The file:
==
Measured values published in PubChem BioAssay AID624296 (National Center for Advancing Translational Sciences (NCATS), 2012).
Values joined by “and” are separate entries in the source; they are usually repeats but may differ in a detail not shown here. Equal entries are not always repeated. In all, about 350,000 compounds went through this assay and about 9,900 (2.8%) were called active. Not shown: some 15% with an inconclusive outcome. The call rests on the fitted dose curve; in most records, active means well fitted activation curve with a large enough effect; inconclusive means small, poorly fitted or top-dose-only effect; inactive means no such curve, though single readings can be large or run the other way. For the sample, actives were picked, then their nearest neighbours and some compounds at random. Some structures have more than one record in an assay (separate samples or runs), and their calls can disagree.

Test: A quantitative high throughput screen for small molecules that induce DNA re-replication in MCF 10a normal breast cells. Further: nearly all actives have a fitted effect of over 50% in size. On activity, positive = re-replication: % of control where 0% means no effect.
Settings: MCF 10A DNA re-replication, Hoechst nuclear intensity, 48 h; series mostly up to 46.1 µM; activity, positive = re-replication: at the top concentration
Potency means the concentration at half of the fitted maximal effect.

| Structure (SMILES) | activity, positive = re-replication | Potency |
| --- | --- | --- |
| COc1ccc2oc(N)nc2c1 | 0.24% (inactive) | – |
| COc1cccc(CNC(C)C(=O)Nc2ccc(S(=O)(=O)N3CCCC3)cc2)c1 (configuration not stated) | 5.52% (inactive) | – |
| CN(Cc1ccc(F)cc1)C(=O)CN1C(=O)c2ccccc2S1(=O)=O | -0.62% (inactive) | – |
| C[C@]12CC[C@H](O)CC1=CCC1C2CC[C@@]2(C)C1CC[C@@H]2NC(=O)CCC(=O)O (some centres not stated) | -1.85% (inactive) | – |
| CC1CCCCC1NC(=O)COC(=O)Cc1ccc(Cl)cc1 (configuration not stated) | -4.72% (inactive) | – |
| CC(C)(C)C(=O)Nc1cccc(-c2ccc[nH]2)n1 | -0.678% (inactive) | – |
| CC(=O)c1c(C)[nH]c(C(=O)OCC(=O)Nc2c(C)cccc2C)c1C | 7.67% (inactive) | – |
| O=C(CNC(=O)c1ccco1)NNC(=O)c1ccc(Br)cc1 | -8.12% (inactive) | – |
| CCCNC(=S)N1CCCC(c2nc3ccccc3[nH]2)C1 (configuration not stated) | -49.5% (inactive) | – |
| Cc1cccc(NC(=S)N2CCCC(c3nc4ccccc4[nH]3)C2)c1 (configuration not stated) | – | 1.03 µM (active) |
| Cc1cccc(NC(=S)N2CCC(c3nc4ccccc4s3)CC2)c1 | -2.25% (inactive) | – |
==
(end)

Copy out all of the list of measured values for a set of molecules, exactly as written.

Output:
Measured values published in PubChem BioAssay AID624296 (National Center for Advancing Translational Sciences (NCATS), 2012).
Values joined by “and” are separate entries in the source; they are usually repeats but may differ in a detail not shown here. Equal entries are not always repeated. In all, about 350,000 compounds went through this assay and about 9,900 (2.8%) were called active. Not shown: some 15% with an inconclusive outcome. The call rests on the fitted dose curve; in most records, active means well fitted activation curve with a large enough effect; inconclusive means small, poorly fitted or top-dose-only effect; inactive means no such curve, though single readings can be large or run the other way. For the sample, actives were picked, then their nearest neighbours and some compounds at random. Some structures have more than one record in an assay (separate samples or runs), and their calls can disagree.

Test: A quantitative high throughput screen for small molecules that induce DNA re-replication in MCF 10a normal breast cells. Further: nearly all actives have a fitted effect of over 50% in size. On activity, positive = re-replication: % of control where 0% means no effect.
Settings: MCF 10A DNA re-replication, Hoechst nuclear intensity, 48 h; series mostly up to 46.1 µM; activity, positive = re-replication: at the top concentration
Potency means the concentration at half of the fitted maximal effect.

| Structure (SMILES) | activity, positive = re-replication | Potency |
| --- | --- | --- |
| COc1ccc2oc(N)nc2c1 | 0.24% (inactive) | – |
| COc1cccc(CNC(C)C(=O)Nc2ccc(S(=O)(=O)N3CCCC3)cc2)c1 (configuration not stated) | 5.52% (inactive) | – |
| CN(Cc1ccc(F)cc1)C(=O)CN1C(=O)c2ccccc2S1(=O)=O | -0.62% (inactive) | – |
| C[C@]12CC[C@H](O)CC1=CCC1C2CC[C@@]2(C)C1CC[C@@H]2NC(=O)CCC(=O)O (some centres not stated) | -1.85% (inactive) | – |
| CC1CCCCC1NC(=O)COC(=O)Cc1ccc(Cl)cc1 (configuration not stated) | -4.72% (inactive) | – |
| CC(C)(C)C(=O)Nc1cccc(-c2ccc[nH]2)n1 | -0.678% (inactive) | – |
| CC(=O)c1c(C)[nH]c(C(=O)OCC(=O)Nc2c(C)cccc2C)c1C | 7.67% (inactive) | – |
| O=C(CNC(=O)c1ccco1)NNC(=O)c1ccc(Br)cc1 | -8.12% (inactive) | – |
| CCCNC(=S)N1CCCC(c2nc3ccccc3[nH]2)C1 (configuration not stated) | -49.5% (inactive) | – |
| Cc1cccc(NC(=S)N2CCCC(c3nc4ccccc4[nH]3)C2)c1 (configuration not stated) | – | 1.03 µM (active) |
| Cc1cccc(NC(=S)N2CCC(c3nc4ccccc4s3)CC2)c1 | -2.25% (inactive) | – |